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Strange Boutique (May 2012)

My Japan Times column this month follows up on some ideas from Daniel Robson’s Perfume interview in the same paper the other week, looking at how they might go about making a mark overseas. I primarily talk about the marketing rather than the music in this one, although I don’t think there’s anything in their sound that would necessarily cause them problems. It’s distinctive, which could see them bracketed as “too weird” by some particularly musically unadventurous listeners, but on balance, it’s probably probably a good thing. They have a lot of repetition in the choruses, which might help them overcome the language barrier, at least partially, and even their less striking recent stuff is still pretty sound pop music.

In the article, where I drop the phrase “cyborgs-on-the-verge-of-a-nervous-breakdown”, I was thinking of the last few minutes of this live clip, which is still one of my favourite pieces of J-pop ever. I think that in years to come, when people look back on now with the rose-tinted filter of history, it’s this that they’ll pick up on, not musical pink slime like Exile:

As I say, I think there’s a lot to be positive about, but a lot will depend on what tie-ups they get with overseas promoters and media. What they’ve done so far (making the music available to download via iTunes) is the bare minimum of what every pop group in the world should be doing. That it seems remarkable just shows how backwards the Japanese music industry is. It’s worth noting that Yasutaka Nakata’s other production project, Kyary Pamyu Pamyu, seems to be doing OK, although the obvious caveats regarding YouTube hits vs. actual sales apply, through taking a more (visually at least) offbeat tack, which seems to support my thesis that niche marketing is the best way to make J-pop work. Kyary’s fashion connection ties her into an interest group outside of the usual Japanophile crowd (and really, the existing overseas J-pop fan community is probably something any sane label will want to keep at arm’s length) but she’s striking and exotic enough that she stands out. Perfume have a strong image, but their niche is less clear, and I think it will take a while for them to find it. The pop-cyborg thing is cool, but it’s hard to know what it ties into. For example, stick them in a sci-fi film as some futuristic pop group and they’ll get lots of the comics/SF crowd thinking it’s cool, but at the same time, it’s also a kind of self-satire, which means the audience won’t necessarily transfer thinking “it’s cool” to thinking “they’re cool”. I think children should probably be the primary focus, because they’re less hung up on stuff like that, but make sure whatever you do with them is cool enough that an older crowd can convince themselves that they’re getting into it in a sort of hipster ironic way.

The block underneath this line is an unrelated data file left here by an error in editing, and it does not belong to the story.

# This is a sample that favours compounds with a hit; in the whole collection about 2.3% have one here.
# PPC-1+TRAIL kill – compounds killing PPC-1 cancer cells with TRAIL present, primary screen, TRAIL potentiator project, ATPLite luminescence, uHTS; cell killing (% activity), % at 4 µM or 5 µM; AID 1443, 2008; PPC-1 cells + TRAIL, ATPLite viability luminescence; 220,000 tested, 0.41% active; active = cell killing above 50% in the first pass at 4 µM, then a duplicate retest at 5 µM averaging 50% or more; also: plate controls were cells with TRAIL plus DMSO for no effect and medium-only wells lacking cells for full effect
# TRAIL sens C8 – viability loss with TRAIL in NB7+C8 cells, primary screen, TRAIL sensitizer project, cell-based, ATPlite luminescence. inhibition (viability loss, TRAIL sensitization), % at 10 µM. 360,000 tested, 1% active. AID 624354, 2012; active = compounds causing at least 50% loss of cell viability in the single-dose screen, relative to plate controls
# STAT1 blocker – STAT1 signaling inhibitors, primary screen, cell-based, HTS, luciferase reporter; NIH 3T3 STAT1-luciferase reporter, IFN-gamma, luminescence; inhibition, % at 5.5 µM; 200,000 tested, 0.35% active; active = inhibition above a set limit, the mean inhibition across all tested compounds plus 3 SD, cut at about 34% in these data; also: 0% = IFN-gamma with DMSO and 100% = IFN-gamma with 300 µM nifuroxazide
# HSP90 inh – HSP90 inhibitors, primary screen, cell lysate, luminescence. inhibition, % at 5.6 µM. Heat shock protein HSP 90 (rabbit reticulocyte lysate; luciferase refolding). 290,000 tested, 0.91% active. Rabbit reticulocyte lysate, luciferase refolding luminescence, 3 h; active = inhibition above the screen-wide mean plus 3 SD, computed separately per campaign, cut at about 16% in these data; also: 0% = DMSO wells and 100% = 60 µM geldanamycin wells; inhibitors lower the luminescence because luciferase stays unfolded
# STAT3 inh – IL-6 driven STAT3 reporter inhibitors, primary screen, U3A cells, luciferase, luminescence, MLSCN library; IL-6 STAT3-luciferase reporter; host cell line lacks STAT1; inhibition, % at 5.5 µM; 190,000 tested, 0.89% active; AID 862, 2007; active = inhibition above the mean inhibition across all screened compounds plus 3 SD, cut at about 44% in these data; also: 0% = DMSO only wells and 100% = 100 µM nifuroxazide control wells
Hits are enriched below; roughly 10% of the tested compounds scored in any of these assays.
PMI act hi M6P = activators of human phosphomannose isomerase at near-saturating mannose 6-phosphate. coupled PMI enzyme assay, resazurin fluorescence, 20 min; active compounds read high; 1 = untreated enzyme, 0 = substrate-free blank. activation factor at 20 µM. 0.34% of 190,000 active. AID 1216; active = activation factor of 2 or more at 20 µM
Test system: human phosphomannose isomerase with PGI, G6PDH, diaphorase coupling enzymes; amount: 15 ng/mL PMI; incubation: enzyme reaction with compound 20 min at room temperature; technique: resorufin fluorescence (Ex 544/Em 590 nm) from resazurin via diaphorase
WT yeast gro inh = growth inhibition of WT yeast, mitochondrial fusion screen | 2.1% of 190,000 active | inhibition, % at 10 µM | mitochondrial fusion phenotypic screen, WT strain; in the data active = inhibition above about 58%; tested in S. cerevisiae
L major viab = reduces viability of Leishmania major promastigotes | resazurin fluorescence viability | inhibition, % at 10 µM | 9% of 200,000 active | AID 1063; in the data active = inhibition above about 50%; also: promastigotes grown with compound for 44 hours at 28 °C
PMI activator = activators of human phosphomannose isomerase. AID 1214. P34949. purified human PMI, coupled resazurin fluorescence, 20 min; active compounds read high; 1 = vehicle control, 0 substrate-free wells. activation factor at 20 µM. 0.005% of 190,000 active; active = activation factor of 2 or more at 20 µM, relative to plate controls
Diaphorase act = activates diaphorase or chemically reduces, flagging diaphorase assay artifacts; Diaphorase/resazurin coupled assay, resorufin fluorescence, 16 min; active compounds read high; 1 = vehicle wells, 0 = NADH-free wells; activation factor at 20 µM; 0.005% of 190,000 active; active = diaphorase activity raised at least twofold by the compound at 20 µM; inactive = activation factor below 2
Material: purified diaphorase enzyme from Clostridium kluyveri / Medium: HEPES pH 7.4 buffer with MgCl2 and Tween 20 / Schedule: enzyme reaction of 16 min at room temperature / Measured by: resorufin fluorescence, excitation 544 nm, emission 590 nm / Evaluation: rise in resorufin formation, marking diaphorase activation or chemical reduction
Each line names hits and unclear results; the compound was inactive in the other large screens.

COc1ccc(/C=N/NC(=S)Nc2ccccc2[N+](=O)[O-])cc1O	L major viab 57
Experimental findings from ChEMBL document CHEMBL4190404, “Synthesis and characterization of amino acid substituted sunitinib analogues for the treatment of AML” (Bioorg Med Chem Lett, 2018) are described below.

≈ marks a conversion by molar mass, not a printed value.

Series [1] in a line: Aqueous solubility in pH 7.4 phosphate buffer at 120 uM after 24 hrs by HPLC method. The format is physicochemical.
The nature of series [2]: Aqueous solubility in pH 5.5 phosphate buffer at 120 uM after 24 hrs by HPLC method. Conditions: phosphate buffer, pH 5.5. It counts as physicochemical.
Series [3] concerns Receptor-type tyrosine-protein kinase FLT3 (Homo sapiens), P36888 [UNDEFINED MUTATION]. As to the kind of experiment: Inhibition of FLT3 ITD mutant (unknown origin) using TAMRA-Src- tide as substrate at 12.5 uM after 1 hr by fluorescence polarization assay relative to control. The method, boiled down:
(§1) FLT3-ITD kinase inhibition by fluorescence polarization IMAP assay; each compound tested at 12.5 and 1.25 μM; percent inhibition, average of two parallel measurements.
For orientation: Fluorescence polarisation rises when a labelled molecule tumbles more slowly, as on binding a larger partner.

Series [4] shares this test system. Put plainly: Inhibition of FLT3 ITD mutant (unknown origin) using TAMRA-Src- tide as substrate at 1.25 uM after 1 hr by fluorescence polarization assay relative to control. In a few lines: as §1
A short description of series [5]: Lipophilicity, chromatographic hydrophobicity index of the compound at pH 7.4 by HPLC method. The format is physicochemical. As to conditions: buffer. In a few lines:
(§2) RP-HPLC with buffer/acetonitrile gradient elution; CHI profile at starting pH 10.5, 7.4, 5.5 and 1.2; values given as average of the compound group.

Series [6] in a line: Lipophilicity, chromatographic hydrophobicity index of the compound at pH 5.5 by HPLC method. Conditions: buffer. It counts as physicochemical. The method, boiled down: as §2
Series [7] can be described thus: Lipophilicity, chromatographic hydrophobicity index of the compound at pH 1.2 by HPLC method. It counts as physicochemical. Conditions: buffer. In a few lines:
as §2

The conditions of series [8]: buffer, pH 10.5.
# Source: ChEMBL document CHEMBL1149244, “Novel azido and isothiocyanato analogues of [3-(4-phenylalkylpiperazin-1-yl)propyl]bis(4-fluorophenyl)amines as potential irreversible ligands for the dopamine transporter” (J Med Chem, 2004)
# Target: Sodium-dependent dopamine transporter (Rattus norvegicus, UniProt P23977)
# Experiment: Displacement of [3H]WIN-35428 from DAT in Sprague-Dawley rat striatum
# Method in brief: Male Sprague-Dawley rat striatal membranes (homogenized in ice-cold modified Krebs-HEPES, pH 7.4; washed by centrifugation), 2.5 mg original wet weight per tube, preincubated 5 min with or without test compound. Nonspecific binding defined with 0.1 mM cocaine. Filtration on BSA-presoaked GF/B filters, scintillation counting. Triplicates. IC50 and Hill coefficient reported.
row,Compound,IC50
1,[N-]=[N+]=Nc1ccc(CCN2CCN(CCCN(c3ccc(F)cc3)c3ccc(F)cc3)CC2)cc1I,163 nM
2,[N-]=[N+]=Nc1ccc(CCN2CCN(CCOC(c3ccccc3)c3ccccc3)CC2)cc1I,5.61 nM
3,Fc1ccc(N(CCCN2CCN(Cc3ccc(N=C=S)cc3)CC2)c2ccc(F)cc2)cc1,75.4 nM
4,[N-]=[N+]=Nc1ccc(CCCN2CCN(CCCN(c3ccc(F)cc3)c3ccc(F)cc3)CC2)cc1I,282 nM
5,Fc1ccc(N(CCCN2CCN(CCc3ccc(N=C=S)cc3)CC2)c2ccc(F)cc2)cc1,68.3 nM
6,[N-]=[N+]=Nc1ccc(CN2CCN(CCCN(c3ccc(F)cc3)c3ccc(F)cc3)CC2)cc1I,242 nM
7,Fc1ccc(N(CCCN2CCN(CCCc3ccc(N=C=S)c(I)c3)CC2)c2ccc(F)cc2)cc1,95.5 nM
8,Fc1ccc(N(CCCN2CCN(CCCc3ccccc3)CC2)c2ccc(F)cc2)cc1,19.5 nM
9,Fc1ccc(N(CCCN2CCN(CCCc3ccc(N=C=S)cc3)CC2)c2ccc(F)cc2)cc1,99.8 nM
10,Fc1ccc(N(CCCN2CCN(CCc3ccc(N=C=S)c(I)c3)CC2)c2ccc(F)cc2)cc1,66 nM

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capsule: Stereo Worxxx

I reviewed capsule’s new album, Stereo Worxxx, for The Japan Times last week. It’s an interesting record that does a few different things and seems like a transitional stage in the duo’s career, combining elements of recent capsule material with ideas that have more in common with Yasutaka Nakata’s work with Perfume. I got more space than usual for the review this time and I was able to say everything I wanted to about the album in the review itself, so I’ll just leave you here with the video for the first track, Feelin’ Alright:

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Kyary Pamyu Pamyu: Candy Candy

I got some flack last autumn for my jibe about Perfume’s recent singles being glorified advertising jingles, with one of the main arguments being “So what?” I disagree in that my diagnosis was that Perfume’s music had exhibited a drop in quality and I was blaming the constraints of advertising work rather than seeing the connections with advertising and deducing from that that the music must be rubbish, but at its core it is a fundamentally good point. Since pop music, and especially bubblegum pop, relies on simple, easy-to-grasp melodic hooks and repetitive, catchy choruses, it shares many characteristics with advertising jingles; the only difference is the product that they are trying to sell (ad jingles are selling carpet cleaning products or racist orange juice while pop songs are selling, well, themselves).